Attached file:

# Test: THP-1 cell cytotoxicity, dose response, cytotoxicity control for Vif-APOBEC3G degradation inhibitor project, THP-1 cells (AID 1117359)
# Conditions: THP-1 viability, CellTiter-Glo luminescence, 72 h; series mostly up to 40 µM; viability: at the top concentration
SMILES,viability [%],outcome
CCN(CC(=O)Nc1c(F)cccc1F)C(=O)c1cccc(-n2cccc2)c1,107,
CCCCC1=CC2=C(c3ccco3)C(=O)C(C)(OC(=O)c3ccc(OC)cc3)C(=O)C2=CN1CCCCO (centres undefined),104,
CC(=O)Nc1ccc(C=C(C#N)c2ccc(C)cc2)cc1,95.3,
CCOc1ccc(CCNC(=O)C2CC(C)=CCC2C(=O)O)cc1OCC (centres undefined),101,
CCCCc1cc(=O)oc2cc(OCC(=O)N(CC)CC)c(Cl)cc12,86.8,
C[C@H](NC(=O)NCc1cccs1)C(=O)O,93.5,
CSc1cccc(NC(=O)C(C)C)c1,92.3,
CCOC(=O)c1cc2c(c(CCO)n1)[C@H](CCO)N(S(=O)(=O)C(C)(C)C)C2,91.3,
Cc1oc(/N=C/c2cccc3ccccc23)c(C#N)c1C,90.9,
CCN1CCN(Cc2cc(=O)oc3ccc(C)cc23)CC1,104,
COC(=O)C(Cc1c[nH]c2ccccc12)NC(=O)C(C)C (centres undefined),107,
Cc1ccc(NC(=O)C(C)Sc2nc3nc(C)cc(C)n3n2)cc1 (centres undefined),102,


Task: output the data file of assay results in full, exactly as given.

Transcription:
# Test: THP-1 cell cytotoxicity, dose response, cytotoxicity control for Vif-APOBEC3G degradation inhibitor project, THP-1 cells (AID 1117359)
# Conditions: THP-1 viability, CellTiter-Glo luminescence, 72 h; series mostly up to 40 µM; viability: at the top concentration
SMILES,viability [%],outcome
CCN(CC(=O)Nc1c(F)cccc1F)C(=O)c1cccc(-n2cccc2)c1,107,
CCCCC1=CC2=C(c3ccco3)C(=O)C(C)(OC(=O)c3ccc(OC)cc3)C(=O)C2=CN1CCCCO (centres undefined),104,
CC(=O)Nc1ccc(C=C(C#N)c2ccc(C)cc2)cc1,95.3,
CCOc1ccc(CCNC(=O)C2CC(C)=CCC2C(=O)O)cc1OCC (centres undefined),101,
CCCCc1cc(=O)oc2cc(OCC(=O)N(CC)CC)c(Cl)cc12,86.8,
C[C@H](NC(=O)NCc1cccs1)C(=O)O,93.5,
CSc1cccc(NC(=O)C(C)C)c1,92.3,
CCOC(=O)c1cc2c(c(CCO)n1)[C@H](CCO)N(S(=O)(=O)C(C)(C)C)C2,91.3,
Cc1oc(/N=C/c2cccc3ccccc23)c(C#N)c1C,90.9,
CCN1CCN(Cc2cc(=O)oc3ccc(C)cc23)CC1,104,
COC(=O)C(Cc1c[nH]c2ccccc12)NC(=O)C(C)C (centres undefined),107,
Cc1ccc(NC(=O)C(C)Sc2nc3nc(C)cc(C)n3n2)cc1 (centres undefined),102,